Multiple large clusters of tuberculosis in London: A cross-sectional analysis of molecular and spatial data

Catherine M. Smith*, Helen Maguire, Charlotte Anderson, Neil Macdonald, Andrew C. Hayward

*Corresponding author for this work

Research output: Contribution to journalArticlepeer-review

13 Citations (Scopus)


Large outbreaks of tuberculosis (TB) represent a particular threat to disease control because they reflect multiple instances of active transmission. The extent to which long chains of transmission contribute to high TB incidence in London is unknown. We aimed to estimate the contribution of large clusters to the burden of TB in London and identify risk factors. We identified TB patients resident in London notified between 2010 and 2014, and used 24-locus mycobacterial interspersed repetitive units–variable number tandem repeat strain typing data to classify cases according to molecular cluster size. We used spatial scan statistics to test for spatial clustering and analysed risk factors through multinomial logistic regression. TB isolates from 7458 patients were included in the analysis. There were 20 large molecular clusters (with n>20 cases), comprising 795 (11%) of all cases; 18 (90%) large clusters exhibited significant spatial clustering. Cases in large clusters were more likely to be UK born (adjusted odds ratio 2.93, 95% CI 2.28–3.77), of black-Caribbean ethnicity (adjusted odds ratio 3.64, 95% CI 2.23–5.94) and have multiple social risk factors (adjusted odds ratio 3.75, 95% CI 1.96–7.16). Large clusters of cases contribute substantially to the burden of TB in London. Targeting interventions such as screening in deprived areas and social risk groups, including those of black ethnicities and born in the UK, should be a priority for reducing transmission.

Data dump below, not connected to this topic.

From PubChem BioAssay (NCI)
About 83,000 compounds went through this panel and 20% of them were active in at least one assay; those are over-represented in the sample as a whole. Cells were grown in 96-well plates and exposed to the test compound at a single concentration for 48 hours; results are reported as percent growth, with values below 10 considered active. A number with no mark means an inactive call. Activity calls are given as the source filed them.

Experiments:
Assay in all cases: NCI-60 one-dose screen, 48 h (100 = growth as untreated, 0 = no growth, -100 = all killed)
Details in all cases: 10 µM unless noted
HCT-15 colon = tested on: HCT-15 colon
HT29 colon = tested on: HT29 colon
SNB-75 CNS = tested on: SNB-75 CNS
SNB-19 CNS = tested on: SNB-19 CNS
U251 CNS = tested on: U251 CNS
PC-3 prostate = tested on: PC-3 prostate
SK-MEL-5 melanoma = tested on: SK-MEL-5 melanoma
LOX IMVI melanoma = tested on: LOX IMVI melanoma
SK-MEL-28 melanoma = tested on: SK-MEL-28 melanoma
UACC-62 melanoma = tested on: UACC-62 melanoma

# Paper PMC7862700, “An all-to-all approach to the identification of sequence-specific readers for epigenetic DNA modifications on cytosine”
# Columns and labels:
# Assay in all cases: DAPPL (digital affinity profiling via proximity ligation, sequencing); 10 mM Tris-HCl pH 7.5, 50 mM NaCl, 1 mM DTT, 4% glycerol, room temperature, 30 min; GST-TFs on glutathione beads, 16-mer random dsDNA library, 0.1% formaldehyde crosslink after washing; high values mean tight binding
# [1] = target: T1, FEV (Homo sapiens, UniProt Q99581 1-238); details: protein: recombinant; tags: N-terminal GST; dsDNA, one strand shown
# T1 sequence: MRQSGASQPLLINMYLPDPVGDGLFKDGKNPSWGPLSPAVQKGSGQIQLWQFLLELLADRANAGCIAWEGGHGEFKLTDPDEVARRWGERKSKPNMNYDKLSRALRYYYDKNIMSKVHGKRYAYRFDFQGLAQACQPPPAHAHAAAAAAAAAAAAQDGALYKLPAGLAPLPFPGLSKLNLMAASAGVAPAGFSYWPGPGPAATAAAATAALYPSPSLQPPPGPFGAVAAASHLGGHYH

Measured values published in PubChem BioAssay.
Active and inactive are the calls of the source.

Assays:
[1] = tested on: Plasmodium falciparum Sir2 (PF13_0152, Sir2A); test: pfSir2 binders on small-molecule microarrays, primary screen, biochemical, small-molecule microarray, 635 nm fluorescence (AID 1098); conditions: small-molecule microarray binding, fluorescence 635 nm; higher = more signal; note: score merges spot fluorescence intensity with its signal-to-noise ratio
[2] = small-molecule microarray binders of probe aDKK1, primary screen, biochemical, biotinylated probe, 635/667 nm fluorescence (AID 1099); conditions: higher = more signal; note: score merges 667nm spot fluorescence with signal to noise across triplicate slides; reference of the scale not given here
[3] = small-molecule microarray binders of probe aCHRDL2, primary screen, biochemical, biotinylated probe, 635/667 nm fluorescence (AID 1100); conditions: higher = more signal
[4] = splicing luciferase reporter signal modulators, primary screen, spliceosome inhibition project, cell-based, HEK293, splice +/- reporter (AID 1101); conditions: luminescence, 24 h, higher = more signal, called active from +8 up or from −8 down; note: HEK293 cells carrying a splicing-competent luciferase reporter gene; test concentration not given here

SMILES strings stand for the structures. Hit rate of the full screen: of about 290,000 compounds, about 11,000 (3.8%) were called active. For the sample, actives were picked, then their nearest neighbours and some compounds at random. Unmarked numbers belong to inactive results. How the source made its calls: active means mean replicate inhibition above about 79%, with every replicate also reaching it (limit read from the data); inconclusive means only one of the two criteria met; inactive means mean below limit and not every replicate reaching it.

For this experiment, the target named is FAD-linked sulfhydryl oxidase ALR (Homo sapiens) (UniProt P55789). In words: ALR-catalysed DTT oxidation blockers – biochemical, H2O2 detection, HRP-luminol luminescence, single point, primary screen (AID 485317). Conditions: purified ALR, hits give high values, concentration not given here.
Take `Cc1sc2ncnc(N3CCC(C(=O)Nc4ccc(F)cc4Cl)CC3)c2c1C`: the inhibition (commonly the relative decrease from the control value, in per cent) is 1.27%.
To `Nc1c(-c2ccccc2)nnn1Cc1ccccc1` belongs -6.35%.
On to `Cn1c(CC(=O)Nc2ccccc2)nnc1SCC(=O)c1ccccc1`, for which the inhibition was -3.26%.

Original languageEnglish
Article number00098-2016
JournalERS Monograph
Issue number1
Publication statusPublished - 1 Jan 2017

Bibliographical note

Publisher Copyright:
© ERS 2017.


Dive into the research topics of 'Multiple large clusters of tuberculosis in London: A cross-sectional analysis of molecular and spatial data'. Together they form a unique fingerprint.

Cite this